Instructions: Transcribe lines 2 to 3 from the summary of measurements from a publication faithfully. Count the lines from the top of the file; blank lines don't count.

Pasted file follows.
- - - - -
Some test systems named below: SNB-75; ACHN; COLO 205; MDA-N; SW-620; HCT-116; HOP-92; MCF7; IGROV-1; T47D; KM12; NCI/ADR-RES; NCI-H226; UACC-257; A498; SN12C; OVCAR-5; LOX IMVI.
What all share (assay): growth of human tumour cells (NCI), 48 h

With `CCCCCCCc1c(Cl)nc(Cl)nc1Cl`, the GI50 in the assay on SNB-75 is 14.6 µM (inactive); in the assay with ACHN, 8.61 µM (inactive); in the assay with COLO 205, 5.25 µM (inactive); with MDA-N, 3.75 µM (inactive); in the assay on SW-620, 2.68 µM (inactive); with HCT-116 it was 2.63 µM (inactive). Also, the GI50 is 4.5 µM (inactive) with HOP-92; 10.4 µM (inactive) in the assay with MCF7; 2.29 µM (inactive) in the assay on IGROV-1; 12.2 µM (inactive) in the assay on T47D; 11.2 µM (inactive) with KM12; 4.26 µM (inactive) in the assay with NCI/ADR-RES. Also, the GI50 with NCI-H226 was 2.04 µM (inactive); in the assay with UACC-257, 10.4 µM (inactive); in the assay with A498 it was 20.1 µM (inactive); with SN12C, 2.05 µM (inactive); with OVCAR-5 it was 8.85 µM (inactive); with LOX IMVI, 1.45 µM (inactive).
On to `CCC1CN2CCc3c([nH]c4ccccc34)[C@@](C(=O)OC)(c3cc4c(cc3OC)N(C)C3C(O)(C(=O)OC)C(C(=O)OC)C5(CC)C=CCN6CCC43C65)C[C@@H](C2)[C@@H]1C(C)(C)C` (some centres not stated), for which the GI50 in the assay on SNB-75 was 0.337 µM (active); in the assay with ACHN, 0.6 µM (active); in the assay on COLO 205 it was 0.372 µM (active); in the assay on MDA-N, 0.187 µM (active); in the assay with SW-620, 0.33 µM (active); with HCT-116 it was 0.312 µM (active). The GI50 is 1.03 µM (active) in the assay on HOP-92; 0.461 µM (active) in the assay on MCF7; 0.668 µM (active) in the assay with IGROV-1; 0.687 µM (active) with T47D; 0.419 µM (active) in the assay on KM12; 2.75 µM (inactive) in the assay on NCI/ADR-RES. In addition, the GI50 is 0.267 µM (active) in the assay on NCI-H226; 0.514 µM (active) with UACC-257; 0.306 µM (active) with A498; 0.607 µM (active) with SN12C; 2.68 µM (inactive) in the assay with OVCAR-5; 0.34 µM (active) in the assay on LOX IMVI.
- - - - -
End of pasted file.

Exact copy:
What all share (assay): growth of human tumour cells (NCI), 48 h

With `CCCCCCCc1c(Cl)nc(Cl)nc1Cl`, the GI50 in the assay on SNB-75 is 14.6 µM (inactive); in the assay with ACHN, 8.61 µM (inactive); in the assay with COLO 205, 5.25 µM (inactive); with MDA-N, 3.75 µM (inactive); in the assay on SW-620, 2.68 µM (inactive); with HCT-116 it was 2.63 µM (inactive). Also, the GI50 is 4.5 µM (inactive) with HOP-92; 10.4 µM (inactive) in the assay with MCF7; 2.29 µM (inactive) in the assay on IGROV-1; 12.2 µM (inactive) in the assay on T47D; 11.2 µM (inactive) with KM12; 4.26 µM (inactive) in the assay with NCI/ADR-RES. Also, the GI50 with NCI-H226 was 2.04 µM (inactive); in the assay with UACC-257, 10.4 µM (inactive); in the assay with A498 it was 20.1 µM (inactive); with SN12C, 2.05 µM (inactive); with OVCAR-5 it was 8.85 µM (inactive); with LOX IMVI, 1.45 µM (inactive).